Shiller Versus Siegel: Rally Or Rout?

Robert Shiller, a Nobel Prize-winning economist and Yale professor, warns that the stock market is in dangerous territory. Jeremy Siegel, the legendary Wharton finance professor and MIT classmate of Shiller’s, thinks we could see the Dow rally to 24,000 by year-end.

While these appear to be conflicting views, both acknowledge that investors shouldn’t rule out the likelihood of the other’s call.

“I give a probability of maybe a third that maybe Jeremy’s right,” Shiller said.

“That is higher than I thought Bob would give me, actually,” Siegel responded.

Shiller asked Siegel, ‘”You don’t have a probability of one on that, do you?”

“No, no, no,” Siegel acknowledged.

Siegel added that his Dow prediction is conditional on progress in President Donald Trump’s legislative agenda.

“The market is high relative to history. I don’t think it’s high relative to fundamentals. I think with corporate tax reform, we still have some legs to the rally that we’ve seen since November,” he said.

Shiller, on the other hand, is more concerned about the stock market based on his valuation method, the cyclically adjusted price-earnings (CAPE) ratio, which is based on an average of 10 years’ worth of earnings. The ratio, which currently stands at over 30x, has only been this high two times since 1881: once in 1929 right before the stock market crash, and again at the end of the dot-com bubble in 2000.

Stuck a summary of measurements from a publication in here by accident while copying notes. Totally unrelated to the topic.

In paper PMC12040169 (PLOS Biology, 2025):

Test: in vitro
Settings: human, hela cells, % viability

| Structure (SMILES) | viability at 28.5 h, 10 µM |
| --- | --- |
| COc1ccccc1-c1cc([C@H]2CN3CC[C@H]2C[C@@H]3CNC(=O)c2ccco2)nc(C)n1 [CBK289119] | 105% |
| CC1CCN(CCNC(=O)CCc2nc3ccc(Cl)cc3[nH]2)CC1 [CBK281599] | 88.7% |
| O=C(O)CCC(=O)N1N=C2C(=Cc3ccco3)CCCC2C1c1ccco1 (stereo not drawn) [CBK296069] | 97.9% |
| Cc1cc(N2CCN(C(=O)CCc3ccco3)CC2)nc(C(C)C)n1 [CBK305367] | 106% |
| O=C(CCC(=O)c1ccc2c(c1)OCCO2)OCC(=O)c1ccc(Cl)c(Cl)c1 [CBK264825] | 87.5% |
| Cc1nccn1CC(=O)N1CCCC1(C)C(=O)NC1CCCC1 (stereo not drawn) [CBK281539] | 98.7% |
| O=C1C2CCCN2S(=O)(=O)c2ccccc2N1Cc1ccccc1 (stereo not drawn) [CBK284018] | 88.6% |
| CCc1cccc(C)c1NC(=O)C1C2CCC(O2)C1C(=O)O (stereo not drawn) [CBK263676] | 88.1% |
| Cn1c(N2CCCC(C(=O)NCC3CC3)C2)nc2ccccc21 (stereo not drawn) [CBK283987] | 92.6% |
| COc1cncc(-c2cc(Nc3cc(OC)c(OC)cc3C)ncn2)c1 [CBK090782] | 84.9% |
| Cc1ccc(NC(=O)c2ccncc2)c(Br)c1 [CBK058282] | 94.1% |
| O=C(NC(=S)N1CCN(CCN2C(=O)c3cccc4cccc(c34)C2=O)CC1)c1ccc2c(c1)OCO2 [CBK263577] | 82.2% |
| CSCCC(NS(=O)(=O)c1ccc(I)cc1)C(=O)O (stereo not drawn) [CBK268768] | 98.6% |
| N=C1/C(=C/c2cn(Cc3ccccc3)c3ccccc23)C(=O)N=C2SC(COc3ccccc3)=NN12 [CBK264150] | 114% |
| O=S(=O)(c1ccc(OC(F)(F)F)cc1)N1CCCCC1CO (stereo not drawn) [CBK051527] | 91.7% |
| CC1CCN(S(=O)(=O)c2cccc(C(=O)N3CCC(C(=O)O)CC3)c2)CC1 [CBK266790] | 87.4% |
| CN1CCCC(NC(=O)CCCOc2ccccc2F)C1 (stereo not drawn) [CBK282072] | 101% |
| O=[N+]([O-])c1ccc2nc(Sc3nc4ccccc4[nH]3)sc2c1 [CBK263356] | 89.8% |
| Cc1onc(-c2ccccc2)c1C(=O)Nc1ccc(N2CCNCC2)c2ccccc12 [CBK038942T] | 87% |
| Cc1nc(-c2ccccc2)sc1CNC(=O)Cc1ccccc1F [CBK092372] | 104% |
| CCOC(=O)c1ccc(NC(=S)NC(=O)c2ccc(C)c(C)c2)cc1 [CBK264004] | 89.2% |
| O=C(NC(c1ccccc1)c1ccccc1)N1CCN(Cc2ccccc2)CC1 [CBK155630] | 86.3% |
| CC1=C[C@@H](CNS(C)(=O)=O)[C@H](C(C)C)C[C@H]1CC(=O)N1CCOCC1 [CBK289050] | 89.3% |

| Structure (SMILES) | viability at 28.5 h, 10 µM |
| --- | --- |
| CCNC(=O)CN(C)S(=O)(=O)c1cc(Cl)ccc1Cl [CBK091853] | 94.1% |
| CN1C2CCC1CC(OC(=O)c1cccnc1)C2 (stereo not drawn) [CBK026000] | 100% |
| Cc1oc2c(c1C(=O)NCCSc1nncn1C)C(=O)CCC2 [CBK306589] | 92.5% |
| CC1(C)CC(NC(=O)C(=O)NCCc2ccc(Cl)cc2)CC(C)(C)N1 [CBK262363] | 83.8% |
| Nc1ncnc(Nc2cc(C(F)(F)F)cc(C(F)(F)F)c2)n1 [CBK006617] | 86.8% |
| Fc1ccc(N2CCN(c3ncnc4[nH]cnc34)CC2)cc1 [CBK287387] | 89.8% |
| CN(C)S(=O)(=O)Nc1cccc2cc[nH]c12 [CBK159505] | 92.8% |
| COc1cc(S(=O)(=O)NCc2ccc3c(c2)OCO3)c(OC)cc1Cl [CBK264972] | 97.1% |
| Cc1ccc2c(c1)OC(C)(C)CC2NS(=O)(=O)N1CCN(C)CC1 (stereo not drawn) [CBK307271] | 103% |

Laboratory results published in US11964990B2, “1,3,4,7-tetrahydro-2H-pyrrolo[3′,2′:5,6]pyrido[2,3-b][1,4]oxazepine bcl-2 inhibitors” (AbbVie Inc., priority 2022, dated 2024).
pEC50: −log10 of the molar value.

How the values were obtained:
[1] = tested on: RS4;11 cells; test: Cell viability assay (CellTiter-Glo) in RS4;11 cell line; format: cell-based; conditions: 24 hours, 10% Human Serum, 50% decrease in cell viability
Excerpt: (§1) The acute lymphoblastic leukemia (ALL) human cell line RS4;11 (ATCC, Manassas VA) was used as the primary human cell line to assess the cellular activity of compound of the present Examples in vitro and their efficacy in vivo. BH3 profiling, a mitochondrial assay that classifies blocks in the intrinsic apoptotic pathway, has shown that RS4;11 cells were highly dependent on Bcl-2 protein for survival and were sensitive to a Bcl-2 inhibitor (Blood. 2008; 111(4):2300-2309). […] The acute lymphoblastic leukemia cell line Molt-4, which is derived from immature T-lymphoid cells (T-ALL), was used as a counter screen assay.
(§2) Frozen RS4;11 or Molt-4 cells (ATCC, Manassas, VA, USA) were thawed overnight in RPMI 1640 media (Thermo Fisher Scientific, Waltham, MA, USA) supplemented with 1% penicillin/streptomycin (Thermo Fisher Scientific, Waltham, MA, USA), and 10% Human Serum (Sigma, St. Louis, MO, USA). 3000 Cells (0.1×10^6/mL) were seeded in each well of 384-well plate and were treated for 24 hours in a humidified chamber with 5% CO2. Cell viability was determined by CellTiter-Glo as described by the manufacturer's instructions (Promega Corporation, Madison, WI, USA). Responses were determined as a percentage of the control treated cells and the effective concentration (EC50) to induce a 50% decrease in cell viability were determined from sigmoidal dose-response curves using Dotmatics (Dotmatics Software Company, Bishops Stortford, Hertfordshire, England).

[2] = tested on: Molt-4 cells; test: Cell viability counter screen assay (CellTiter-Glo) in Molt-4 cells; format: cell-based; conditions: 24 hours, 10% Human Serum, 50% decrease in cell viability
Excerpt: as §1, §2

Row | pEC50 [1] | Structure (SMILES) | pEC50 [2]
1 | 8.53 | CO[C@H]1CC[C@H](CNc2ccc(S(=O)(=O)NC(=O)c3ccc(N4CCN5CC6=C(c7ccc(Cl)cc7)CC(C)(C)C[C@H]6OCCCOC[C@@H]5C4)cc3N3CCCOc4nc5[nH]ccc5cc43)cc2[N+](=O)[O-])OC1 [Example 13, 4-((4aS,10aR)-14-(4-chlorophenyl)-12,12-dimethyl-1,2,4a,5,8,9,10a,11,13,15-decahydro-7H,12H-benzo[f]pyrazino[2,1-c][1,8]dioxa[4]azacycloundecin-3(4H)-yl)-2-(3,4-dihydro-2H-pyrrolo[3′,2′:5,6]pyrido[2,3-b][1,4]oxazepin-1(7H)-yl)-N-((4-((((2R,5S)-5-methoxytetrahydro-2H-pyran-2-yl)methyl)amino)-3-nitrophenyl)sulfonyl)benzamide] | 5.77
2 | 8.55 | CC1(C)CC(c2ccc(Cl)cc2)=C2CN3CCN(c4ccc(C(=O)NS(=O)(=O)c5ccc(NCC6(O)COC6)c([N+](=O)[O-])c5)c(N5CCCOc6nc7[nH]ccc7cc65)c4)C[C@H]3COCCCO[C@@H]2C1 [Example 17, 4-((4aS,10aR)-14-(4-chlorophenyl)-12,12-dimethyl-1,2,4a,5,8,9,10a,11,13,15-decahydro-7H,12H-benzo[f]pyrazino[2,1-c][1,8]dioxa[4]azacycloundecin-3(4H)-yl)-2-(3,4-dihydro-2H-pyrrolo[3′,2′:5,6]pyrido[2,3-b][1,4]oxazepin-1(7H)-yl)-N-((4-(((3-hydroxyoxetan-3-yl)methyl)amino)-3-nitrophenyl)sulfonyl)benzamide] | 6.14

“That’s why, among other things, I’m worried we could see a correction or a bear market coming up,” Shiller said.

While Siegel doesn’t agree about a pending market correction, he did say he sees lower returns today relative to history.

“I do believe actually that we’re not going to see as high returns in the stock market as we have historically,” Siegel said. “We’re in a slower growth period, lower real interest rates. I think that’s going to be for quite a long period of time. So I think returns everywhere are going to be lower in aggregate, including the stock market.”

Both Shiller and Siegel said they agree on the relative value of investment opportunities outside the United States, where valuation is lower.

“We have the highest CAPE ratio in the world of all major markets,” Shiller said. “You don’t have to invest in the United States. Most of your listeners are probably—if they’re from the US—over-concentrated in the US….People should diversify and international diversification is a good thing.”

Siegel agreed.

“Half the world’s equity capital, stock value, is outside the United States,” he said. “And that probably —when you look at India, China, emerging markets—is going to grow over time.”


More Articles